Harrison started smoking in 1957 and quit in 1992, but in 1997 he developed a lump on his neck and in his lung. But after undergoing two operations for cancer and radiotherapy, he was doing well. By mid-1999, he had completed most of the demos for his new album Brainwashed, with son Dhani often playing with him.
Then a horrible assault contributed to the cancer’s return. In 1999, thirty-six-year-old Michael Abram kicked his heroin addiction, but ironically that made his schizophrenia worse. His mother tried to get him back on medication, but the bureaucracy of England’s National Board of Health kept putting her off. Abram went through an obsession with Oasis, then switched his focus to the Beatles. As he later told his lawyer, he became convinced they were “witches,” with Harrison in particular being “a witch on a broomstick, who talked in the Devil’s tongue—an alien from Hell.” Perhaps the song he was referring to was “My Sweet Lord,” in which Harrison midway switches from singing “Hallelujah” to singing Hare Krishna chants. Abram believed that Harrison was possessing him, and that it was Abram’s mission from God to kill him.
On December 30, a young female stalker broke into Harrison’s home in Maui and was arrested. The same night in England, Abram went to Harrison’s Friar Park.
The main gates had security cameras, but on other parts of the estate the fence was falling down. At 3:30 a.m., the sound of breaking glass woke Harrison and Olivia. From downstairs, Abram yelled for Harrison. Harrison went to investigate in his pajama bottoms while Olivia called the police. In a scene reminiscent of that year’s box office hit The Sixth Sense, Harrison came face to face with Abram holding a long kitchen knife. Trying to calm Abram and himself, Harrison chanted the Hare Krishna Mantra—probably the words that made Abram believe he was a witch in the first place. Abram attacked.
Harrison later recounted, “I thought I was dying. I vividly remember a deliberate thrust of a knife and I could feel the blood entering my mouth and hear my breath exhaling from the wound.”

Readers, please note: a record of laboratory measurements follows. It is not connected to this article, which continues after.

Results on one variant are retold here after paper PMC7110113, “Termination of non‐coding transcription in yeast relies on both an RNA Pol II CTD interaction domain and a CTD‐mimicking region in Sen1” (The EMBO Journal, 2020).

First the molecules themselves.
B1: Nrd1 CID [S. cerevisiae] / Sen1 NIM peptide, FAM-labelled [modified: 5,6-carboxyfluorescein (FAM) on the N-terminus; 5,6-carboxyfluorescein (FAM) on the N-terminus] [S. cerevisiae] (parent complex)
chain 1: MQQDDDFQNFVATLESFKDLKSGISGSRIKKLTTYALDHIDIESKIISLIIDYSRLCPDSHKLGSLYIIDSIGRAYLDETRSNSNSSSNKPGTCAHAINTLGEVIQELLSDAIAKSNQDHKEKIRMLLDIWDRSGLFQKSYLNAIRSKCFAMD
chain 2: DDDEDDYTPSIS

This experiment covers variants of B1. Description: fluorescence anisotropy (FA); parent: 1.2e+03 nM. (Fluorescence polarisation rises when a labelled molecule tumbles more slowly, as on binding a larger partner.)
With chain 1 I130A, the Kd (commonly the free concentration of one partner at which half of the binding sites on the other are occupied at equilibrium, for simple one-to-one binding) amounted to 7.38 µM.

Rolling Stones drummer Charlie Watts told the Observer, “I spoke to Ringo about a month after it happened and he told me exactly what went on, and it was horrific. George was stabbed about forty times. It happened outside his bedroom on the landing. He would have been dead if he’d been lying in bed, he wouldn’t have been able to fight. The papers did say that one wound punctured his lung, but a lot of the others were just as horrific. The man was slashing him everywhere. George’s wife hit him again and again on the head with this brass lamp, but he just wouldn’t stop. There was blood everywhere.”
First Olivia hit him with a fireplace poker, then smashed the antique lamp on the head. Olivia later told Katie Couric, “George was coaching me, I have to say. And George was very brave and people don’t know that. Because he had already been injured and he had to jump up and bring him down to stop him from attacking me. You know, he saved my life too.”
Katie Couric: “You saved each other’s lives.”
Olivia Harrison: “Yes, we did. And that was an interesting experience. Because, you know, not a lot of people get tested like that, thank God.”
The lamp knocked Abram out, ending the fifteen-minute assault. The police carried him away. Harrison’s condition was critical for a day, then he was back home. Harrison said to the press, “He wasn’t a burglar and he certainly wasn’t auditioning for the Traveling Wilburys.”
Tom Petty said, “When I heard about it, I sent George a fax, and it just said, ‘Aren’t you glad you married a Mexican girl?’ Olivia really kicked ass. She is a beautiful person.”
Abram was acquitted of attempted murder due to insanity. He was treated then released after nineteen months in 2002.
Harrison got aggressive about finishing the album, and began giving Dhani detailed notes on how he wanted the sound and the artwork. For a while he said he planned to call it The World Is Doomed. Abram had punctured Harrison’s lung, and the cancer returned there. In May 2001, he had an operation at the Mayo Clinic, but it was discovered the cancer had spread to his brain. Harrison went to Switzerland for treatment, continuing to work on the album at a studio there.
In “Looking For My Life,” Harrison sings that he never anticipated that life could explode at any moment, as he’d been enjoying an idyllic existence in his garden for years. When he sighs that we’ve no idea what he’s been through, it’s as if Lennon has survived his shooting and is singing about it. When Harrison asks the Lord to listen to him and help him find his faith again, you know he truly does have something to plead about, like Job.
Featuring just Harrison with his son, Dhani, and producer Jeff Lynne, Lynne steps back and lets the guitars speak for themselves, with just a few deft touches, like giving the chorus’ drums a timpani-like depth for an epic feel.
Ironically, the song was written before the knife attack, perhaps in response to his cancer diagnosis or earlier eras of substance abuse. Still, as he strums intensely with his son, it’s hard to think of anything but that night at the end of 1999 that saw him on the floor soaked in blood next to Abram, finally knocked out by Olivia’s brass lamp.